...was this pair of wedding write-ups in the Oldham Evening Chronicle.

The first two weeks of 5th form were, for all pupils in my school, spent on a work experience placement. I made a point of making sure my placement was at the local newspaper, writing in during term time the year before. The placement was confirmed and I started to shadow people in the office. The first week I spent in design, the second week in journalism. It was with this team I was taught how to turn an information form into an article.

Newly-married couples wanting to appear in the paper would fill in a sheet featuring names of the bride, the groom and the church, the style of dress, the date of the wedding and other details. The editor would give me the sheets and an example of the wedding write-ups, and it was my job, at 15 years 1 month, to put the text into article form. These went out into the Oldham Evening Chronicle the same night. I managed to hang onto a few from 12th September 1997.

The #tbt hashtag on Facebook prompted me to put this up. Get involved with Throwback Thursday and see what old pictures you can find in your cupboards and drawers!

Sunday, 11 January 2015

2014 was my most successful blogging year.

Look at that. In the last quarter of the graph you can see a sudden surge in hits. That was the start of 2014. My stats have stayed at that unusually high level all year. I landed on a few decent bits of info that raked in hits this year, but mostly my most popular posts have been years old before they found their way into the top 10. Random. Here's to more of that!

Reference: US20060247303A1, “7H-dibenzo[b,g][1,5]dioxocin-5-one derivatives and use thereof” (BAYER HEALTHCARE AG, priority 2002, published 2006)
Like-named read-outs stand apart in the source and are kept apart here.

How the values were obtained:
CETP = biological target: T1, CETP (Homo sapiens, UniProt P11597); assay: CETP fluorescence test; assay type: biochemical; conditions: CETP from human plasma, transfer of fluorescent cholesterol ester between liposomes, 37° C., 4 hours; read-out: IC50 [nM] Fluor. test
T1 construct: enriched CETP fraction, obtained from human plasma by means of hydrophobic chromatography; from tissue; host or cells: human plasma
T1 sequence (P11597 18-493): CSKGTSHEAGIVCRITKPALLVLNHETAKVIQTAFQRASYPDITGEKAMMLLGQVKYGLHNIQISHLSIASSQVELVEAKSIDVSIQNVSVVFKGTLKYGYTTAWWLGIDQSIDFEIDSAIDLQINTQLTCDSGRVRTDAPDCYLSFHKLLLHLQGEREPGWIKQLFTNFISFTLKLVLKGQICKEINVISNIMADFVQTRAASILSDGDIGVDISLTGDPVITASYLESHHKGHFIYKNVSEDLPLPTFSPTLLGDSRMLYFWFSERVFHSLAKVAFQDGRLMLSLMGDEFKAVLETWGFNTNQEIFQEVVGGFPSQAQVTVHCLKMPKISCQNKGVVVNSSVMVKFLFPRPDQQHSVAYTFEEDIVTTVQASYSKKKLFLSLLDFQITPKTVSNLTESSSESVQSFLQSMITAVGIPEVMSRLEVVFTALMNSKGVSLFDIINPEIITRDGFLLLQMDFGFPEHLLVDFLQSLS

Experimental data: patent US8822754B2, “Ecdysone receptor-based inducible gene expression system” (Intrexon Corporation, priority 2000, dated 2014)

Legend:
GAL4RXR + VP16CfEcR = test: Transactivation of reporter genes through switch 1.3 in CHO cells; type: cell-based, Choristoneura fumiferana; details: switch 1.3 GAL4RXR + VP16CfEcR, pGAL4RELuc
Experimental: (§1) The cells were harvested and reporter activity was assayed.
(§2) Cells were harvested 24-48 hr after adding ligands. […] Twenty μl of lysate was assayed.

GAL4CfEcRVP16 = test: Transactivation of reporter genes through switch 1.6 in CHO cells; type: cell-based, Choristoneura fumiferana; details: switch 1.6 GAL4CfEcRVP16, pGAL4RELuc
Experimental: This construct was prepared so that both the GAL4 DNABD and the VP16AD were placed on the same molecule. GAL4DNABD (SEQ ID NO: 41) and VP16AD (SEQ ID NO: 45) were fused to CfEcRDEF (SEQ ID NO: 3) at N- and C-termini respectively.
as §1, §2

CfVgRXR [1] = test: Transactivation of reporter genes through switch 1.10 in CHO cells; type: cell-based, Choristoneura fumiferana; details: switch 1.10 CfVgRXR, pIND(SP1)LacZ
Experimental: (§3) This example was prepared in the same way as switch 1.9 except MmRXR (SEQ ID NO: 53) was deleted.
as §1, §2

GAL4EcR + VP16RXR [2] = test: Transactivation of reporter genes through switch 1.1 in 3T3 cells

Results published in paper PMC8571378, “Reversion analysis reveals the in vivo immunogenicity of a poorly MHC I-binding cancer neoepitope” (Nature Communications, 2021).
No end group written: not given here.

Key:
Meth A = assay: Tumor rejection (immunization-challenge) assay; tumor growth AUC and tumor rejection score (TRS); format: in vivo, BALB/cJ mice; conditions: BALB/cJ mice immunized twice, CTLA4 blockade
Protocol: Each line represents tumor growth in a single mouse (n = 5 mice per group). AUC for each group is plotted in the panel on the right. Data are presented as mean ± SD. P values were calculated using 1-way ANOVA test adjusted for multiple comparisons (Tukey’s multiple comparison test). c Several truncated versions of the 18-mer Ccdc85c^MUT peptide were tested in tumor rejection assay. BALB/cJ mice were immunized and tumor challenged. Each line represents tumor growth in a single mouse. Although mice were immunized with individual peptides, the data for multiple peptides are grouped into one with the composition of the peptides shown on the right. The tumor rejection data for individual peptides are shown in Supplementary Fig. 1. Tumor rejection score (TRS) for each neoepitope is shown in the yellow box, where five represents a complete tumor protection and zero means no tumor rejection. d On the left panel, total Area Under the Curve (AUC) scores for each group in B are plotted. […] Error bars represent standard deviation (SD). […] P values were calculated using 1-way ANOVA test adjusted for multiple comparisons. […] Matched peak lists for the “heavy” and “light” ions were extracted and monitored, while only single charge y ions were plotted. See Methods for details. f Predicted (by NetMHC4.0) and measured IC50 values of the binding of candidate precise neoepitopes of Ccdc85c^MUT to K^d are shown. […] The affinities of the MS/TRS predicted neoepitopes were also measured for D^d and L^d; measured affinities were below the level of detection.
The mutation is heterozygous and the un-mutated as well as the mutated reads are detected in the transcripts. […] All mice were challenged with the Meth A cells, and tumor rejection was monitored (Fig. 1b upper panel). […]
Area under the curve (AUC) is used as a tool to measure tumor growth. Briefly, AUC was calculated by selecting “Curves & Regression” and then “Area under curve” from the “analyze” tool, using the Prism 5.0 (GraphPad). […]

Also: Fame at last.

Just kidding. Nothing to do with me.

Oh by the way, have you seen how popular this tweet was?!


Sunday, 4 January 2015

Outdoor New Year in Manchester

I saw in the new year in Manchester, watching the fireworks at the big wheel with a couple of friends. Blogger won't let me embed this video.

There was a slight delay due to a technical hitch involving a tram in the debris zone, meaning the display came in 4 minutes late, but the pyrotechnics were pretty good. The Manchester Evening News managed to get on stage with Cllr Pat Karney, who somewhat clumsily suggested there could be a number of sackings in the pipeline due to the delays, and that the public may have to push the tram out of the centre themselves.

It made a change from house parties and clubs. And it cost a hell of a lot less.

Did you see Esio Trot on New Year's Day? It was a BBC adaptation of Roald Dahl's story of aging bloke Mr Hoppy (Dustin Hoffman) who buys a tortoise to get in with his tortoise-loving, also-ageing female neighbour Mrs Silver (Dame Judi Dench) who he intermittently and clumsily chats up over her adjacent balcony. Well, the balcony used by Hoffman is actually my sister's husband's sister's balcony. Tenuous claim to fame, there. As for the drama, it looked well-made but it just wasn't my thing. I left my mum's after Hoppy shells out a six-figure sum after sponsoring Silver's dance-a-thon for a pound. A pound a minute. The Guardian liked it